"Among my three students, who do you think will eventually sport the biggest boobies?"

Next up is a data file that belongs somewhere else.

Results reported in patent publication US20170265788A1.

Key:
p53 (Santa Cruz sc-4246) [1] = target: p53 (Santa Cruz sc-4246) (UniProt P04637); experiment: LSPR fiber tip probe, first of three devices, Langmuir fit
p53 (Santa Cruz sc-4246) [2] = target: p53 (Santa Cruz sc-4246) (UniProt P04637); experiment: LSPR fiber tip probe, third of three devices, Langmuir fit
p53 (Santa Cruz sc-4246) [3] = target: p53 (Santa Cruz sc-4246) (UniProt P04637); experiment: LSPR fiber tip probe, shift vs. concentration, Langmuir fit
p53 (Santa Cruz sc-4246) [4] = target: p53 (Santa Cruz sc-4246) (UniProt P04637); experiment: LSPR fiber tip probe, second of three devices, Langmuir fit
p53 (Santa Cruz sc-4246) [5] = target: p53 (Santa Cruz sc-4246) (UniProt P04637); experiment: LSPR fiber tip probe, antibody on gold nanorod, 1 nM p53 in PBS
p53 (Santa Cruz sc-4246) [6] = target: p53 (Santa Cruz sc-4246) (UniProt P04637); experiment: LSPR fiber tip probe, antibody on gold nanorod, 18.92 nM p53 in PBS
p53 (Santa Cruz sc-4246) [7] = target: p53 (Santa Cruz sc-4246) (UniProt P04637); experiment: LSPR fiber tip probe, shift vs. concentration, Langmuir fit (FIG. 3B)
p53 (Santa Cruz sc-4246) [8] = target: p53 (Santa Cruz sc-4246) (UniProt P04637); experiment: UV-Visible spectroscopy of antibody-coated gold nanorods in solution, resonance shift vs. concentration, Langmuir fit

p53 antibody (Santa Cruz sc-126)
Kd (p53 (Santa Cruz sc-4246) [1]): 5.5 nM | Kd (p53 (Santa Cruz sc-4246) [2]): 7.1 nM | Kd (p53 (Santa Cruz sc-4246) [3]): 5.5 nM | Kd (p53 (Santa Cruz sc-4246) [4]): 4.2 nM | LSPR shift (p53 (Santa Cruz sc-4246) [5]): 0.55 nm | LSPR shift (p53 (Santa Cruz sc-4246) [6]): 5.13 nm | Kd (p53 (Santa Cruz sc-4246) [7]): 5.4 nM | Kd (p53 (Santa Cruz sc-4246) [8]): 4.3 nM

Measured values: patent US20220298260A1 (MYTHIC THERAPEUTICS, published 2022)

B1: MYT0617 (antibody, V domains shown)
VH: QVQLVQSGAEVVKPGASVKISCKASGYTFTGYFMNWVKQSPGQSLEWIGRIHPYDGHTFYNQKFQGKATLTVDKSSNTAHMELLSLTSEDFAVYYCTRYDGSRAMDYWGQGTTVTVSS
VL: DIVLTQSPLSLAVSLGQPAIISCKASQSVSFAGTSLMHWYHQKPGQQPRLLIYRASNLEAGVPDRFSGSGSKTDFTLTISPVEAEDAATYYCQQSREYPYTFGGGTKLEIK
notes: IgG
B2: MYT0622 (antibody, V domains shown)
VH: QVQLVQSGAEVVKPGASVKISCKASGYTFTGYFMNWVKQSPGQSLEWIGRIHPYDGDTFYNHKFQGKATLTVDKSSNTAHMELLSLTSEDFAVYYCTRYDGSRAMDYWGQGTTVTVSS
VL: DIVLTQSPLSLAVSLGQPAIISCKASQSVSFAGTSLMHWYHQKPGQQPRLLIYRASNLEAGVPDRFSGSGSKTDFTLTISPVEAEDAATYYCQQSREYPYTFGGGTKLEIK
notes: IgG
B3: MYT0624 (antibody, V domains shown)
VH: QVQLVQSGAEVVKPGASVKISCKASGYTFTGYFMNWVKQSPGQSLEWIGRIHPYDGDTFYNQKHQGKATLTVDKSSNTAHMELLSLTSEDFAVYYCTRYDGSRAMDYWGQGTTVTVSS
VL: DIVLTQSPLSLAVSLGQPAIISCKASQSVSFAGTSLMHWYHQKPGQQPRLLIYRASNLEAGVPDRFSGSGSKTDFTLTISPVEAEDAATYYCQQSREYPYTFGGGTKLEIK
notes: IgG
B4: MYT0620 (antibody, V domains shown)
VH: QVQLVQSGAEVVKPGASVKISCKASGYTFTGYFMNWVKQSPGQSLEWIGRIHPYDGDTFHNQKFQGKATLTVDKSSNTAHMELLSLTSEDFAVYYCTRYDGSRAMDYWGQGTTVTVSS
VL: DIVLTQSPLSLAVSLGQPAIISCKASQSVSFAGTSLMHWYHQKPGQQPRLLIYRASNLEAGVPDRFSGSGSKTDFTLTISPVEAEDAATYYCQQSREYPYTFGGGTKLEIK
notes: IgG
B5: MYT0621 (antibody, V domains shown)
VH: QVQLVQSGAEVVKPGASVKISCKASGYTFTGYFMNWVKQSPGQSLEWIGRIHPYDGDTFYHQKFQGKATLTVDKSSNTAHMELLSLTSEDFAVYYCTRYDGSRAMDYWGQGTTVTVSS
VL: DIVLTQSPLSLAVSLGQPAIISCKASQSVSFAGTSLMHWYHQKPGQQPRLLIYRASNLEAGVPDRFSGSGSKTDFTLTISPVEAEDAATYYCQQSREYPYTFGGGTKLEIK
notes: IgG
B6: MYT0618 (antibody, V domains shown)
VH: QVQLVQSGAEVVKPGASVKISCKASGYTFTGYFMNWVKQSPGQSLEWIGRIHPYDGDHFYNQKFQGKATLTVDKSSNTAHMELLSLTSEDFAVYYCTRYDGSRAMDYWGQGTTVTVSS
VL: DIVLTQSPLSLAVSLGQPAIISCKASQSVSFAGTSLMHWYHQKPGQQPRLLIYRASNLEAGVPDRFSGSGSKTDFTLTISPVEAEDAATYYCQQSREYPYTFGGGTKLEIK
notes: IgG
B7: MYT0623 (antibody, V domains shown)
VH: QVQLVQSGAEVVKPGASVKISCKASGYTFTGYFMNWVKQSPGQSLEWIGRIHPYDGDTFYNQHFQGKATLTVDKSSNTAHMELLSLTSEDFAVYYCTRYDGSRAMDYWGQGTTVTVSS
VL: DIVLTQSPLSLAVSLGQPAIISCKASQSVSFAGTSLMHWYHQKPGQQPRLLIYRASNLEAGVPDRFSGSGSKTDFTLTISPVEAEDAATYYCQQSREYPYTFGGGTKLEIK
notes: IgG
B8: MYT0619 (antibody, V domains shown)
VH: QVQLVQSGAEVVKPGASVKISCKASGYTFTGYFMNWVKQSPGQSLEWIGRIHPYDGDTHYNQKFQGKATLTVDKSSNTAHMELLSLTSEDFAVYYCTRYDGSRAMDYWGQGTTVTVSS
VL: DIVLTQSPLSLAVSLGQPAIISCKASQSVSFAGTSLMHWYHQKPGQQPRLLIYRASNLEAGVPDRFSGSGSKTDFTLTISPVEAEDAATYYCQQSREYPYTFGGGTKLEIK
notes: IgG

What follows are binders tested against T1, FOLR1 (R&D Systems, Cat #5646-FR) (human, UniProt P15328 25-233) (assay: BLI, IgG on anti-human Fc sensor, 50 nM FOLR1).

I literally dropped my controller in stunned amazement when I saw that. Her perversity also shows up in more subtle ways, which always made me chuckle. As an all-girl game, you have to expect some amount of fan service, but it's surprisingly tame and mainly limited to the story completion portraits. The hot spring story is obviously ripe for racy content, and the final scene features all of the girls having fun while bathing nude in the magical hot spring. Even though it's an all-girl game, what's most fascinating to me is that the existence of men is never even acknowledged. For all we know, this is an all-female society where males literally don't exist. Despite the large amount of narrative content, there's no mention of brothers, fathers, husbands, or boyfriends, which completely eliminates any gender based tensions or biases. The only male voices in the game are attributed to genderless entities such as Yoriko's demon familiar, Eko's drawings, and Dorothy's lion, scarecrow, and tin-man companions. This means that all of the girls' hobbies and activities are innocently pure, and they spend their days studying, baking, shopping, sight seeing, swimming, reading, eating, gardening, playing arcade games, building giant robots, or plotting to take over the world. It's all refreshingly endearing and empowering, and takes me back to the optimistic thrill and simplicity of youth.